“There are different levels to it — you have guys involved in financing, transportation, and the people distributing it,” said Maggiolo.
Police do feel they have much more information on the numbers. Maggiolo said the organization was bringing in 400,000 grams of cocaine a week that started from Mexico and was smuggled into the U.S., and then Canada. The proceeds of the sale of the drugs were funneled back to Mexico.
“The street value of that is over $40 million a week,” he said. “By the end of the year these organizations stand to bring in roughly $1.9 billion off the street.”
The many “tentacles” of organized crime, he said, had all kinds of different methods.
“They utilized boats, airplanes and utilized the ports in Montreal and Vancouver,” said Maggiolo, adding it would come through Mexico, L.A., to Chicago, Buffalo, and into Canada.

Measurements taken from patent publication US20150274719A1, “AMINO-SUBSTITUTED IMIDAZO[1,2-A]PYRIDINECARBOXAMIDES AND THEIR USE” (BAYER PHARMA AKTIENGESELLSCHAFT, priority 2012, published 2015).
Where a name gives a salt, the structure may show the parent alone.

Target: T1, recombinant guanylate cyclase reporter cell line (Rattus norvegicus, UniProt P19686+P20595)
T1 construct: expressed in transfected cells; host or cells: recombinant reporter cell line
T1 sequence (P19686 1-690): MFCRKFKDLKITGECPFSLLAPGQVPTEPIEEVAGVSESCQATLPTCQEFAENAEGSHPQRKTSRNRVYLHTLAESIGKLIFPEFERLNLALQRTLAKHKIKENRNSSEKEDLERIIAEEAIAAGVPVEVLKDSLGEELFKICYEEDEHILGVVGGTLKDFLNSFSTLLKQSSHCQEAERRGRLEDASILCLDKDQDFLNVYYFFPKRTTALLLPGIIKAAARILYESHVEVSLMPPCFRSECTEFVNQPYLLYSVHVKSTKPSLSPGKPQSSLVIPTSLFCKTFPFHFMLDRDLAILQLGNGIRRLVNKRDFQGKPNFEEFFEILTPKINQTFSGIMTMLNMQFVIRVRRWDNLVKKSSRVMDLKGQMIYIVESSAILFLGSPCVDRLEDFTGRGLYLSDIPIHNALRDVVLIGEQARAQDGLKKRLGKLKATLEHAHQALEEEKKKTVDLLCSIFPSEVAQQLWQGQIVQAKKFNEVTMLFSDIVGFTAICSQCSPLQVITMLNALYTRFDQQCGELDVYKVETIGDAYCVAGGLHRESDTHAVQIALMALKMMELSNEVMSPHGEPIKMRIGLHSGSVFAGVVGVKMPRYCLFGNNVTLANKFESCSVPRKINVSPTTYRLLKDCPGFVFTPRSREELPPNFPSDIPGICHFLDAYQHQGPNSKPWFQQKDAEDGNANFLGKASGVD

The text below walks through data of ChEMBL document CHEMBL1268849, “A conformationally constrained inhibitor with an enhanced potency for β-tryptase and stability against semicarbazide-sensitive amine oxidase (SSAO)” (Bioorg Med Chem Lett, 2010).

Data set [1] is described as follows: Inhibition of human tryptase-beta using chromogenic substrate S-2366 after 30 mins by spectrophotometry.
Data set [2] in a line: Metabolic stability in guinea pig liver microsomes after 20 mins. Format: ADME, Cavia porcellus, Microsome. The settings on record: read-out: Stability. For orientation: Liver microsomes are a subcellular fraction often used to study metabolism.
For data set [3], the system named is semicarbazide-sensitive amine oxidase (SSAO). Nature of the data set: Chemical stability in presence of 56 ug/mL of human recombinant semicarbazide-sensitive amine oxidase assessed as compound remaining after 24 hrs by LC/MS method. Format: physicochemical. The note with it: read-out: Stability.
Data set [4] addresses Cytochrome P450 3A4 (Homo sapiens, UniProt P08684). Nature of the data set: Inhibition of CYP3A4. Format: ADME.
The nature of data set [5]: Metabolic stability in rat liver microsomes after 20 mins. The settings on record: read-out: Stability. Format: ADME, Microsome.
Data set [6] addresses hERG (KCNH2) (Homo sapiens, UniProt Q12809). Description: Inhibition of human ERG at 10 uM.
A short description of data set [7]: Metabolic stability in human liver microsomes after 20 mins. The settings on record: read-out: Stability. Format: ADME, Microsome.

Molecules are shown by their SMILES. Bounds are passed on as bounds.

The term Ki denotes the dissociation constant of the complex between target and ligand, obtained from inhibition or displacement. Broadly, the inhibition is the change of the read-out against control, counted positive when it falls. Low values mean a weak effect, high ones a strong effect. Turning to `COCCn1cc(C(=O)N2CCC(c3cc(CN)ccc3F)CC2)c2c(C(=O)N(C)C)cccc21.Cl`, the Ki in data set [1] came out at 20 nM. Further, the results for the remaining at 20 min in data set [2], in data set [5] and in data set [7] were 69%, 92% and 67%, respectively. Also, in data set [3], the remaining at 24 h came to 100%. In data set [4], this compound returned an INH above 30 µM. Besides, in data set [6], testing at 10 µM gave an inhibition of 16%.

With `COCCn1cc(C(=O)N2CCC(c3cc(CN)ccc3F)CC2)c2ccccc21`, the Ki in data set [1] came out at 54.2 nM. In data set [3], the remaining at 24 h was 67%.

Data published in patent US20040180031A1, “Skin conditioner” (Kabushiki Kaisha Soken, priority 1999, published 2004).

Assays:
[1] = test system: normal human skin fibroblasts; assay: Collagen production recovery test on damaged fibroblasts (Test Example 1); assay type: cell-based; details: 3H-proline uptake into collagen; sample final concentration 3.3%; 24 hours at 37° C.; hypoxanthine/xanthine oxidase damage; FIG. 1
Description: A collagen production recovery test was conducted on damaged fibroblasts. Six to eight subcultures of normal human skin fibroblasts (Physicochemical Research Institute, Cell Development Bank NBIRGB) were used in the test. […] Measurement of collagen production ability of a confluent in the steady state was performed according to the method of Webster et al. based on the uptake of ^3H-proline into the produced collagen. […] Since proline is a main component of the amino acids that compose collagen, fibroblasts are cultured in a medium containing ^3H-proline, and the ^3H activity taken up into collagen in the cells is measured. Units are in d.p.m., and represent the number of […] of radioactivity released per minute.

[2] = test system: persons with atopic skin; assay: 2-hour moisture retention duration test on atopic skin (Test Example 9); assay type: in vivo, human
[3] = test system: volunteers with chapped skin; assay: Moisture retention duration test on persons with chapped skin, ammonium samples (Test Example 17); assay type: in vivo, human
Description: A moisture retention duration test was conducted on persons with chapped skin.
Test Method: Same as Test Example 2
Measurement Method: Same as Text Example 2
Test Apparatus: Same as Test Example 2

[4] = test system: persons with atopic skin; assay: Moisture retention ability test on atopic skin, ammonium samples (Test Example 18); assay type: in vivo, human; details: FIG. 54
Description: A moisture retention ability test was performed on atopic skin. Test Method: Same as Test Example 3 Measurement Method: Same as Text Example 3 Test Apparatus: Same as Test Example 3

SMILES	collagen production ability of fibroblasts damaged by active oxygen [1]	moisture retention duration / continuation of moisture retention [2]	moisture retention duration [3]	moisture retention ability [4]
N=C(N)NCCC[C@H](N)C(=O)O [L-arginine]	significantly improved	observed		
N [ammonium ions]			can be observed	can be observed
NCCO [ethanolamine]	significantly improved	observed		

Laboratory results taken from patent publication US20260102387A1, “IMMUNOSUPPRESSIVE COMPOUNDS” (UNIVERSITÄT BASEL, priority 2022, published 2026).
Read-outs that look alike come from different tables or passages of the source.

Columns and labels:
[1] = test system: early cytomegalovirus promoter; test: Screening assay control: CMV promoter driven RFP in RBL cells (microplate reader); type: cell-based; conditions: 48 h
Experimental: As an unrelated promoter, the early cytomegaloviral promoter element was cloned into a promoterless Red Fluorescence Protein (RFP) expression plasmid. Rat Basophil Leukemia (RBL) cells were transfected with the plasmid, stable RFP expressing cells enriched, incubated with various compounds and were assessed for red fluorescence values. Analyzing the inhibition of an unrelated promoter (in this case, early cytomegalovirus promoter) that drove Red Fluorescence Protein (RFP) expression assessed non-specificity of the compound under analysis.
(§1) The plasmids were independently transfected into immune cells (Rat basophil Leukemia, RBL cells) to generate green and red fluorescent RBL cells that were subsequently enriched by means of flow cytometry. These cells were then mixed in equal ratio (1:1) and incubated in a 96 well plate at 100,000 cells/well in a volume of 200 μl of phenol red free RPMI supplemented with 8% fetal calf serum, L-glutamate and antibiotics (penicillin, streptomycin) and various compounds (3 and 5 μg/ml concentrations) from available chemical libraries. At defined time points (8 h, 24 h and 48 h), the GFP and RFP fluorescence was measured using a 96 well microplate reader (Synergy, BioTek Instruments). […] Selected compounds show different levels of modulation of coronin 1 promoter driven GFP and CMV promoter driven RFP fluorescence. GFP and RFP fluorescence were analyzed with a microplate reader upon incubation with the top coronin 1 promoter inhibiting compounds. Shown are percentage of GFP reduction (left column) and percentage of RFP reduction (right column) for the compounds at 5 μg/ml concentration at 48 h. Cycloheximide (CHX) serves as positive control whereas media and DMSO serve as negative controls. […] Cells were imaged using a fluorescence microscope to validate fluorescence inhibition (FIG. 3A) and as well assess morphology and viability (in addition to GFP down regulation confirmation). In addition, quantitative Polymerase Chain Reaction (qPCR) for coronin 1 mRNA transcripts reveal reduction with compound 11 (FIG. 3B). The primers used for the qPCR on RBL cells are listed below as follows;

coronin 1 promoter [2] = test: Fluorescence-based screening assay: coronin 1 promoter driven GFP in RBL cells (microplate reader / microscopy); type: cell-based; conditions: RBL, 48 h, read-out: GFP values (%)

In Niagara, he said, a variety of methods were being used.
“The most common being utilized is the transport truck industry coming through the borders. Niagara Region is unique because of its proximity to our American friends. We have the border crossings, the river... it’s easy to facilitate,” Magglio said. “We’re quite aware the bridges were being utilized to bring in drugs. From past investigations we discovered the Niagara River was also being utilized.”
Some of the trade, he said, included the crime organizations actually taking marijuana and ecstasy over the border into the U.S., and exchanging it for cocaine. He said dinghies were utilized for some of the trade, on lower and upper ends of Niagara River.